Heavy rains lead to 11 people being rescued on New York river. Usually, when heavy rains bring about flash flooding, most of us think about needing to find alternative routes home because of road closures. But those downpours can lead to days of rapid currents on New York rivers too.

New York Forest Rangers and National Park Service Rangers were patrolling the Delaware River in the Town of Deerpark when one rescue led to another and then another. It all began with rafters notifying the patrol, two women were calling for help upstream.

A Lee Center women had her foot caught in a river obstruction. With the river level high and fast currents she was barely able to keep her head above the water. Meanwhile, her friend was fighting to keep control of their raft. Forest Ranger Richard Franke entered the water freed the woman's foot and got her back into their raft. Rangers then secure the raft and brought the two women on board their craft.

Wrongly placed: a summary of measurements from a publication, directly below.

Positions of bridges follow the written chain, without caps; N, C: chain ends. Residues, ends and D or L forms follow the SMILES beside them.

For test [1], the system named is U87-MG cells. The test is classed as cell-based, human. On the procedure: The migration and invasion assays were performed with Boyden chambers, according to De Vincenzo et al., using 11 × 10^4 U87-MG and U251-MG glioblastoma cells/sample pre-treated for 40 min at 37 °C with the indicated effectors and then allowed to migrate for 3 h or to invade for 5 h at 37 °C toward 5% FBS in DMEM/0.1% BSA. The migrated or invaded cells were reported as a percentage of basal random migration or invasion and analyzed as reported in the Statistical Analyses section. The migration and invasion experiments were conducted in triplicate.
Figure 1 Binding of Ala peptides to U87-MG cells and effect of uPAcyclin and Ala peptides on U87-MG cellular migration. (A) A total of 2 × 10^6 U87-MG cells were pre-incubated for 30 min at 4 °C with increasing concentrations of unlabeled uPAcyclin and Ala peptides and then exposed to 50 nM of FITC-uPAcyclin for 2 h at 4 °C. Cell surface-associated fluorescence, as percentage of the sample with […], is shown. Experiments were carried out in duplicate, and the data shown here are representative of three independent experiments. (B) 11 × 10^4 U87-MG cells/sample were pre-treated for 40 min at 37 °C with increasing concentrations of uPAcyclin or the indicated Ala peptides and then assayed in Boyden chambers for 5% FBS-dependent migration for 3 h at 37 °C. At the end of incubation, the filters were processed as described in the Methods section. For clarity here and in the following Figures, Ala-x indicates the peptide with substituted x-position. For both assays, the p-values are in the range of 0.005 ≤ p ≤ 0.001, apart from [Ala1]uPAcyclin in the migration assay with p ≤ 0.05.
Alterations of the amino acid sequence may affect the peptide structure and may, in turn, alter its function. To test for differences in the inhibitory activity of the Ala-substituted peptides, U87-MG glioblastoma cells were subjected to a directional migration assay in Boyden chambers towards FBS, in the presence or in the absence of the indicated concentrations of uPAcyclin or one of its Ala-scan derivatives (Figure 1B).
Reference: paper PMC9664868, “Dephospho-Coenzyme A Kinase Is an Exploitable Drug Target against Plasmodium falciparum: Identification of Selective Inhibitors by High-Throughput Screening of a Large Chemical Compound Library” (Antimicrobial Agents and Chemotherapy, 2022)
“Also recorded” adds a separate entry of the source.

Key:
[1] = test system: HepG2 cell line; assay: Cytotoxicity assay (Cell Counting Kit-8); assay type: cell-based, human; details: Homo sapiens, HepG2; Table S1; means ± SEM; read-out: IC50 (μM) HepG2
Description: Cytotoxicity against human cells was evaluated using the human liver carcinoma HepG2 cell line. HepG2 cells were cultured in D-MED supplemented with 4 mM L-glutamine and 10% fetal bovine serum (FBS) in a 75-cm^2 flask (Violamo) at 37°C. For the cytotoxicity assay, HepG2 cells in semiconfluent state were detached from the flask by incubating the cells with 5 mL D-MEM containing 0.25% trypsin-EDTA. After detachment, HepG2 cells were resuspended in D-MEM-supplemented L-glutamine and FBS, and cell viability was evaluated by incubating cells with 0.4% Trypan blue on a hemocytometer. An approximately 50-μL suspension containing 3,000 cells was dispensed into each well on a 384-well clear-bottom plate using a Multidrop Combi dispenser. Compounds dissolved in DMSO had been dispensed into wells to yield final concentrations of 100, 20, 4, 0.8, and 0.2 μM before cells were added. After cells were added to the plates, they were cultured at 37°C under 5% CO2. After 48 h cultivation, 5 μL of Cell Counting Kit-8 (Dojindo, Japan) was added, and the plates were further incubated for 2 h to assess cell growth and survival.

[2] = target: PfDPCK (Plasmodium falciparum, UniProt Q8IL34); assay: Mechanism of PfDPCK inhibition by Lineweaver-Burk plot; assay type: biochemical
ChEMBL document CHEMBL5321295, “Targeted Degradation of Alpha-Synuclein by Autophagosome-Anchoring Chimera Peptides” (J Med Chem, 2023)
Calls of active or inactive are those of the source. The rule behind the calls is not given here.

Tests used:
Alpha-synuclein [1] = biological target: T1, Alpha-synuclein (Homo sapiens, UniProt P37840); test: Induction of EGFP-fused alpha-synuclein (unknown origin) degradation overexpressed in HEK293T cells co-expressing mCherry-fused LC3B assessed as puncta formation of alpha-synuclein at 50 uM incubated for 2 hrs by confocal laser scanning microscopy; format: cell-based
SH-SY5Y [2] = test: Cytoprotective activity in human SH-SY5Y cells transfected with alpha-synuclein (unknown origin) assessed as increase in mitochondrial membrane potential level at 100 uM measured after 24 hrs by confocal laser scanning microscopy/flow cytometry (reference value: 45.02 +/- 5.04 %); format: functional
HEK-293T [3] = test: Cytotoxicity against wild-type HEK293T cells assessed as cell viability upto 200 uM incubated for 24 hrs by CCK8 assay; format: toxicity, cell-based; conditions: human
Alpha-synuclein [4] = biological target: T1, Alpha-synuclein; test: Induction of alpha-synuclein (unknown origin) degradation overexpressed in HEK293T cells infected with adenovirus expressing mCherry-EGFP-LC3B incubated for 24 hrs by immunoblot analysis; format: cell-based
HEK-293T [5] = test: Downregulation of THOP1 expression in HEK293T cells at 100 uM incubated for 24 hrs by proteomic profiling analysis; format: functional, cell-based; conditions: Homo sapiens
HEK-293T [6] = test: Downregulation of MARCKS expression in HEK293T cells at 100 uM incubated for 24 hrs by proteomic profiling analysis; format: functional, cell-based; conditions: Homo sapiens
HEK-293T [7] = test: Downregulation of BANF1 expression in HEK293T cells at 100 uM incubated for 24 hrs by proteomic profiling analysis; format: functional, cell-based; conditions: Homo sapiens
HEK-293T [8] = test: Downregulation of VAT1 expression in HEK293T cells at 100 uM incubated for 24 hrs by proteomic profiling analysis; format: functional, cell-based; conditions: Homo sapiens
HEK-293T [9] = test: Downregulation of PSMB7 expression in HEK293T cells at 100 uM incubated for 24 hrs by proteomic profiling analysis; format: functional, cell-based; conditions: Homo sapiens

As they concluded the rescue, another raft with seven people became caught in the same fast currents. Ranger Franke secured their raft to a tree and each person was added to the National Park Service boat.

The Rangers got a brief break before a third party capsized their raft upstream and were swept into the water. The rescue of two more brought a total of 11 people rescued by the three Rangers on one Saturday afternoon.

While paddling a raft on a New York river seems like a relaxing and fun time, it can turn into a life-threatening danger when you're not aware of the conditions. Learn more paddling safety tips at the DEC's website.


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